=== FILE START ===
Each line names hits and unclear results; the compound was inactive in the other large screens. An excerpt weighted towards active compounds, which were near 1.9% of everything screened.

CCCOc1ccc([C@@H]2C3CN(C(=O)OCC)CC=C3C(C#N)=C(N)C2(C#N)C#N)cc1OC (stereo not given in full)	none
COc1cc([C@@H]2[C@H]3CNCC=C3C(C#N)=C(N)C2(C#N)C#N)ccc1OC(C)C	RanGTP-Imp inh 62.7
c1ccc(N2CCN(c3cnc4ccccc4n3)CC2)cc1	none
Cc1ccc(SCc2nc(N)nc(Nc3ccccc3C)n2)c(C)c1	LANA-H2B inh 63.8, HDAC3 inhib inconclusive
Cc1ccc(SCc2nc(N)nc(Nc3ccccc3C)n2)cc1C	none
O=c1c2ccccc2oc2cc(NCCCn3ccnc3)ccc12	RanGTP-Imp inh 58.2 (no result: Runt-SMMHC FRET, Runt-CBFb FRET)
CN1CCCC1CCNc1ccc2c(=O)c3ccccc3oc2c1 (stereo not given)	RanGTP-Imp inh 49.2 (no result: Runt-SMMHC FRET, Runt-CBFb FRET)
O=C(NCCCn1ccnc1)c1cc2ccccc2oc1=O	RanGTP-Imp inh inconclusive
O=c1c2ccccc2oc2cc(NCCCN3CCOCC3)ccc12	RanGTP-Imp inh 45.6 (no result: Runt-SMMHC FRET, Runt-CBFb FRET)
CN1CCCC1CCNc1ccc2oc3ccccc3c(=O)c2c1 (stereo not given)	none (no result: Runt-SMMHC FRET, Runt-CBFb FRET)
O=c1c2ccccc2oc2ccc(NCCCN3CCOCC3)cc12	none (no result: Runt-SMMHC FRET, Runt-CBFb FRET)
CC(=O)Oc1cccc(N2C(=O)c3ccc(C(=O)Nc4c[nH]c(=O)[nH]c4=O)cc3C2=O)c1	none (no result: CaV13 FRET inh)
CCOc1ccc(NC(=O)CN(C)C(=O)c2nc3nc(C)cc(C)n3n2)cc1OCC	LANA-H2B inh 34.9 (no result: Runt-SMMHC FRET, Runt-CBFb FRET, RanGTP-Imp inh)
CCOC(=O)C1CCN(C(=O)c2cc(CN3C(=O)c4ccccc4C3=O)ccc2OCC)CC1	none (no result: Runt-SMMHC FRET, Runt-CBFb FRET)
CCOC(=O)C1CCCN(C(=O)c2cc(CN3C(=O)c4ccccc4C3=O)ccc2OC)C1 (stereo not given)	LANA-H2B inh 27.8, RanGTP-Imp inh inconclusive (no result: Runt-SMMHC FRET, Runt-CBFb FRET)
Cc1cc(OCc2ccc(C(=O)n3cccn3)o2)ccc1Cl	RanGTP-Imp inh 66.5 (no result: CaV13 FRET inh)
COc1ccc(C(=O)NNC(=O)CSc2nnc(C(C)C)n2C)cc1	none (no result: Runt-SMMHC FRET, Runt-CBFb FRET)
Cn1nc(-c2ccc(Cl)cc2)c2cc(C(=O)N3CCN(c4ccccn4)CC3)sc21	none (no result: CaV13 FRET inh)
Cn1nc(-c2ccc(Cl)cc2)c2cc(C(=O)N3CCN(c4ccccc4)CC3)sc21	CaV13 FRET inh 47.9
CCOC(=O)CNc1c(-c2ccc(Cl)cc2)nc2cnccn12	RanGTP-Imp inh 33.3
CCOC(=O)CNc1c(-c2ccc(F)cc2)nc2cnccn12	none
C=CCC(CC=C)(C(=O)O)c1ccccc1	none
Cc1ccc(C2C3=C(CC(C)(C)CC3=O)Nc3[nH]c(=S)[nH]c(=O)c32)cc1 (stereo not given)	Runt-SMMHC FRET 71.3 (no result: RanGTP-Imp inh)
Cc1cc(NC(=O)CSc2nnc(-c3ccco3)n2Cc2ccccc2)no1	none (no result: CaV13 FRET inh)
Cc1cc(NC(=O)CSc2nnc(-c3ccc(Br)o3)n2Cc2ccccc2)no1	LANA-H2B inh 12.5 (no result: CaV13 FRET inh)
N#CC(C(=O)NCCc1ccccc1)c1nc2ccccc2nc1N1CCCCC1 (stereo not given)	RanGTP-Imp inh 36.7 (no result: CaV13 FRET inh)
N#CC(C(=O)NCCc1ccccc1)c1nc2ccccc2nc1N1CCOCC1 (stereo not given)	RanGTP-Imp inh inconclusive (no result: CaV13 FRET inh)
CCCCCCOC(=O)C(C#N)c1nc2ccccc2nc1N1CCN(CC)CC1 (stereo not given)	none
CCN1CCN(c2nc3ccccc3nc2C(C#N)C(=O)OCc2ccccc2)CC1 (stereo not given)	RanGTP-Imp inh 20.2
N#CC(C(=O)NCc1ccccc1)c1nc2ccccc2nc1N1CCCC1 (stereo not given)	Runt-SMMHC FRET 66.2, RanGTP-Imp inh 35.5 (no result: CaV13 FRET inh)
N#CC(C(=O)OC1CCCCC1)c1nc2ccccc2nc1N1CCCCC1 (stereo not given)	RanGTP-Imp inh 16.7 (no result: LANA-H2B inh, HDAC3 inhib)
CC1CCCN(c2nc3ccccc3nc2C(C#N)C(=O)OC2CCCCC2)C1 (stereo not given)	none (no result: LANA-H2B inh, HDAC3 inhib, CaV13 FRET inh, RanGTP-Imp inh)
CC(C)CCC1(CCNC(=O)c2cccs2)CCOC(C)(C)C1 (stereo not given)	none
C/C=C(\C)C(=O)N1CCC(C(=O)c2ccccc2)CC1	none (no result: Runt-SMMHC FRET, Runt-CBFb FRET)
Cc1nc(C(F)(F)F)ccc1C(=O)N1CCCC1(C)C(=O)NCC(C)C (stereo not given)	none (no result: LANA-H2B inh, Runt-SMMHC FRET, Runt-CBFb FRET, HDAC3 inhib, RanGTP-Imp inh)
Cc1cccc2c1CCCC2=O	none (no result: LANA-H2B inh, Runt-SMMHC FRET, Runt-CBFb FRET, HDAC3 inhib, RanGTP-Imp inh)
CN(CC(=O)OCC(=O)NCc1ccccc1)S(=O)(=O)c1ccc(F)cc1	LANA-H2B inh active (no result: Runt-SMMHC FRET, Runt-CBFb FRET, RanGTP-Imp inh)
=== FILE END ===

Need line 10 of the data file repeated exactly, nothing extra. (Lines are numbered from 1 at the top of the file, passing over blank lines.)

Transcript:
O=c1c2ccccc2oc2cc(NCCCN3CCOCC3)ccc12	RanGTP-Imp inh 45.6 (no result: Runt-SMMHC FRET, Runt-CBFb FRET)